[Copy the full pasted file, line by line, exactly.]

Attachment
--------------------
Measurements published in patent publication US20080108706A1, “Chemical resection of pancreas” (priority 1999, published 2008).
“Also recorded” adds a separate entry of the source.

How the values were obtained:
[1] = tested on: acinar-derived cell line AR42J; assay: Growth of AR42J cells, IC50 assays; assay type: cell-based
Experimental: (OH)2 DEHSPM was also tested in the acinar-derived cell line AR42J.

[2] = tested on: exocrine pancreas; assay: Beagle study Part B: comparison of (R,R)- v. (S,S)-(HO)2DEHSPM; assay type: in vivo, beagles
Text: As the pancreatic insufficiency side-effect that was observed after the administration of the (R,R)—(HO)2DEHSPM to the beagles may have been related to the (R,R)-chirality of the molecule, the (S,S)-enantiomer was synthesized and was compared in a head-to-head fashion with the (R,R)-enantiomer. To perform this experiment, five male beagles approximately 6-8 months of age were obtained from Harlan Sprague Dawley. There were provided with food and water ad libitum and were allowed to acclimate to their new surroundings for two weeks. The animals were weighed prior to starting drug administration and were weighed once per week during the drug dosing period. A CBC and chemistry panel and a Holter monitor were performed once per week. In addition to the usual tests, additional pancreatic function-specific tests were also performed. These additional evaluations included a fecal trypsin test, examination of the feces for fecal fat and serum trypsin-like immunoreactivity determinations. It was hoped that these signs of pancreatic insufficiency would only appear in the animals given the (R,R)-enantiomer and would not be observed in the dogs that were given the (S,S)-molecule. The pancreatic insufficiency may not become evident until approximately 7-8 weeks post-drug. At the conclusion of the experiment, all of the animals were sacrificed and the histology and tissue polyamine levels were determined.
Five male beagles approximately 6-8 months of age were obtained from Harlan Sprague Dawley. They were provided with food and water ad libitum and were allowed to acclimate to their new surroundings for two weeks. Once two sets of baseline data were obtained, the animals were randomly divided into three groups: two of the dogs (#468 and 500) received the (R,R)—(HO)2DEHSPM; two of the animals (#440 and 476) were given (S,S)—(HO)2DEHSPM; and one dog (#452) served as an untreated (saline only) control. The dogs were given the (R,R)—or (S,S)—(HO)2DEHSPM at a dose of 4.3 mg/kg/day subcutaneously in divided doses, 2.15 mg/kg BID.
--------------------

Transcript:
Measurements published in patent publication US20080108706A1, “Chemical resection of pancreas” (priority 1999, published 2008).
“Also recorded” adds a separate entry of the source.

How the values were obtained:
[1] = tested on: acinar-derived cell line AR42J; assay: Growth of AR42J cells, IC50 assays; assay type: cell-based
Experimental: (OH)2 DEHSPM was also tested in the acinar-derived cell line AR42J.

[2] = tested on: exocrine pancreas; assay: Beagle study Part B: comparison of (R,R)- v. (S,S)-(HO)2DEHSPM; assay type: in vivo, beagles
Text: As the pancreatic insufficiency side-effect that was observed after the administration of the (R,R)—(HO)2DEHSPM to the beagles may have been related to the (R,R)-chirality of the molecule, the (S,S)-enantiomer was synthesized and was compared in a head-to-head fashion with the (R,R)-enantiomer. To perform this experiment, five male beagles approximately 6-8 months of age were obtained from Harlan Sprague Dawley. There were provided with food and water ad libitum and were allowed to acclimate to their new surroundings for two weeks. The animals were weighed prior to starting drug administration and were weighed once per week during the drug dosing period. A CBC and chemistry panel and a Holter monitor were performed once per week. In addition to the usual tests, additional pancreatic function-specific tests were also performed. These additional evaluations included a fecal trypsin test, examination of the feces for fecal fat and serum trypsin-like immunoreactivity determinations. It was hoped that these signs of pancreatic insufficiency would only appear in the animals given the (R,R)-enantiomer and would not be observed in the dogs that were given the (S,S)-molecule. The pancreatic insufficiency may not become evident until approximately 7-8 weeks post-drug. At the conclusion of the experiment, all of the animals were sacrificed and the histology and tissue polyamine levels were determined.
Five male beagles approximately 6-8 months of age were obtained from Harlan Sprague Dawley. They were provided with food and water ad libitum and were allowed to acclimate to their new surroundings for two weeks. Once two sets of baseline data were obtained, the animals were randomly divided into three groups: two of the dogs (#468 and 500) received the (R,R)—(HO)2DEHSPM; two of the animals (#440 and 476) were given (S,S)—(HO)2DEHSPM; and one dog (#452) served as an untreated (saline only) control. The dogs were given the (R,R)—or (S,S)—(HO)2DEHSPM at a dose of 4.3 mg/kg/day subcutaneously in divided doses, 2.15 mg/kg BID.